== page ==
Review strategies for managing your financial aid and daily finances while you’re in school, so that you can make the best financial decisions that will help you during and after medical school. Additional FIRST resources including videos, fact sheets, and articles can be found on the Financial Aid page.
Money will probably be tight during medical school and residency. That’s why a realistic spending plan (budget) – one you can stick to – will be critical to your financial well-being.
The FIRST (Financial Information, Resources, Services, and Tools) program can help you make a smooth, successful, and informed transition to medical school. This is probably one of the biggest financial and personal investments of your life. Utilize the resources available to make wise and knowledgeable decisions about your future.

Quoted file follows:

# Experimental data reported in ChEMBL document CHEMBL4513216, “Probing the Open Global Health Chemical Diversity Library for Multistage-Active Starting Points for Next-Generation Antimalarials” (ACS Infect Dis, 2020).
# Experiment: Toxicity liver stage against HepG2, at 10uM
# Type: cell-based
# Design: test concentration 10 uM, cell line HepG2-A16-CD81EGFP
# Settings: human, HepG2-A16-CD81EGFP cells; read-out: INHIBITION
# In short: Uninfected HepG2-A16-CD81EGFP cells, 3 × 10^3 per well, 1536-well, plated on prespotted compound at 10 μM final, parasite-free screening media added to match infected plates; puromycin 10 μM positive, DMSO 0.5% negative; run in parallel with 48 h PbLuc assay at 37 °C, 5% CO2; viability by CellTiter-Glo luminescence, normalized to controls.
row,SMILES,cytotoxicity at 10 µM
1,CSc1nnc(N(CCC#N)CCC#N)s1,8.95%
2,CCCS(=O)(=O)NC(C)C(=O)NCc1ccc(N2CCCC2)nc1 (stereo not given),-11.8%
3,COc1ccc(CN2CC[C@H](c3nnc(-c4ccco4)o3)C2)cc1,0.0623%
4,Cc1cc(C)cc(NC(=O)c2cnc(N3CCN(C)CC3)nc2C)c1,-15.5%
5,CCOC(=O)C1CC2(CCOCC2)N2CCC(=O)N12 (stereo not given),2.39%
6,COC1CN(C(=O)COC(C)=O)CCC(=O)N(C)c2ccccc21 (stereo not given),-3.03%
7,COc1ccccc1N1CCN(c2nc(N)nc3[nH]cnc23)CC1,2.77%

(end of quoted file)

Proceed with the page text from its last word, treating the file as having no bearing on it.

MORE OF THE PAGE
The biggest cost of the residency process will likely be the cost of interviewing. While these may be a minor part of the total cost of a medical education, it is still important to develop a strategy for managing these costs — before they are incurred.
Many people choose to live with a roommate to make ends meet and save money. After all, what could be better than having someone pay half of your bills?
Though the costs associated with applying for a residency position will be a minor portion of the total cost of your medical education, they can still add up. Because application fees are not always covered by student loans, it is important to develop a plan early on for how you will manage these expenses.
Occasionally unforeseen emergencies occur that can affect your finances and your eligibility for financial aid. Under certain circumstances, financial aid administrators have the authority to adjust your financial aid eligibility. If you are experiencing a financial crisis, talk with your financial aid officer to see what options may be available.